John Quincy Adams work has been of great encouragement to me over the past couple of years. In the Lecture One of the Centennial Edition (1876), Rev. Adam's writes very clearly on the aim, reproach, and triumph of the reformer. I have taken the freedom to excerpt a significant paragraph from each point below:
I. THE AIM OF THE RELIGIOUS REFORMER.
A Reformer is one who seeks to remove abuses which have crept into an organization or community, or one who boldly enters a field where error has held undisputed sway, and fearlessly wields amid giant powers of opposition, the weapons of truth. He aims to entirely revolutionize the minds of the community in which he labors, on that particular subject where he believes reform to he needed. A compromise between truth and error is not what he seeks, and will not satisfy him. "The truth, the whole truth, and nothing but the truth," is his motto. Old systems of error, however sacred on account of their antiquity, he boldly attacks. Though massive darkness has long brooded over the people, he aims to dissipate the gloom, and shed upon them brilliant rays of light. His work is a mighty one; the end for which he labors is noble and sublime. He holds a position in advance of the community in which he resides, and the age in which he lives – hence he possesses traits of character that are peculiar, which fit him to toil and suffer for the accomplishment of his designs.
II. THE REPROACH OF THE REFORMER.
All Reforms are attended with agitation and conflict, but none more so than reforms in religion. At first, the reformer may attract but little attention. His attacks on error may appear so feeble, and his efforts to advance the truth may seem so faint, that the opponents of truth may esteem only the smile of ridicule and scorn necessary to throw his work into insignificance, or a slight exertion of authority sufficient to extinguish it. But let him continue with boldness, energy and eloquence, to plead for truth and begin to make an impression upon the public mind, and gather adherents around him; then will his adversaries become agitated and alarmed. Like the fierce storm, lashing into foam the waters of the mighty deep, they stir up the popular mind, until the entire community moves in angry surges, and persecution and violence ensue. The more bold the onset, the more forcible the elucidation of truth, the more numerous the adherents to the reform, the more fiercely will the advocates of error oppose the effort, and the more desperately will they seek to crush by force, or circumvent by cunning, what they cannot master by argument, or defeat by sound logic.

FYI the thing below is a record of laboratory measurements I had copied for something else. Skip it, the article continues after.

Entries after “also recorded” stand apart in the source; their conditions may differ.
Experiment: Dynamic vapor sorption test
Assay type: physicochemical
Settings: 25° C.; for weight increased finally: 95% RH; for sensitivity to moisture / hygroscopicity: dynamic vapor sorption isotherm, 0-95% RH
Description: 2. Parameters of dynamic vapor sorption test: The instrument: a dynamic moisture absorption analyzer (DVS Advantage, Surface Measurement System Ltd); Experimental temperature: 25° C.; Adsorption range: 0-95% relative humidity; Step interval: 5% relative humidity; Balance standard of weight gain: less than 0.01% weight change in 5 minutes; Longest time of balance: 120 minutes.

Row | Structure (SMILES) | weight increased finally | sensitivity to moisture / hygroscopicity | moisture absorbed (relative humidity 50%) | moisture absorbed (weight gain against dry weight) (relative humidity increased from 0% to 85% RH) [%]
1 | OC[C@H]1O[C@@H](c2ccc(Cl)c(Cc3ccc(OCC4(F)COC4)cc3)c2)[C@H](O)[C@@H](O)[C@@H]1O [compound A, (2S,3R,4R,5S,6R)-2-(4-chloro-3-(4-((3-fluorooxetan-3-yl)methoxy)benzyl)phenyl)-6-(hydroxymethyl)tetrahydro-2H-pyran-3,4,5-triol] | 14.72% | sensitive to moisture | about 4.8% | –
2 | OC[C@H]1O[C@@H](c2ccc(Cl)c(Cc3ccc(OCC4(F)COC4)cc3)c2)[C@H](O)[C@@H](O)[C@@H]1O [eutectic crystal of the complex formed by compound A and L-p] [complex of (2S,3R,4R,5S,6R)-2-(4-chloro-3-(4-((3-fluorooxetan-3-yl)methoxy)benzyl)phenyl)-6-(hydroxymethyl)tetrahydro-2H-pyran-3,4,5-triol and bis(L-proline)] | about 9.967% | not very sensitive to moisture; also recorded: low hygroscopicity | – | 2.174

III. THE TRIUMPH OF THE REFORMER.
The true religious reformer must ultimately triumph. However opposed, reproached, and persecuted, he triumphs. Even when he appears to be discomfited he triumphs. While he struggles on in adversity, and while sad reverses meet him in his work, still he triumphs. The power of the truth is manifest in the support it yields him amid these disheartening circumstances. The consciousness that he has discharged his duty with fidelity, fills his mind with peace. He feels that the smile of God is upon him; hence the frowns of the opposers of truth, and their anathemas, are lighter than vanity to him. He esteems "the reproaches of Christ greater riches than all the treasures" of earth. The shame of the cross he counts greater honor than all the applause of the world, and the martyr's death is to him sweeter than all earthly pleasures. He exhibits a dignity of character that far outshines all others, and totally eclipses, on the historic page, all his slanderous persecutors. He is as far superior to the time-serving demagogue, as are the burning beams of the meridian sun to the last sickly rays of the feeble taper, flickering in its socket, and just ready to expire. He knows no fear of consequences. Duty, it is his to perform – results, are God's to control. He stands firmly, as the rock in the ocean, unmoved amid the howlings of the tempest and the fury of the waves. For him there is a, glorious future, however dark the hour of trial may be; and though for a time he endures reproach, he will have a name when his persecutors have perished and are forgotten.
I thank the Lord that Baptists are thorough reformers. May we stand on the truth and sufficiency of Scripture alone, and may our theological and religious shibboleths that have no biblical support fall at the hands of reform.
In His Grace,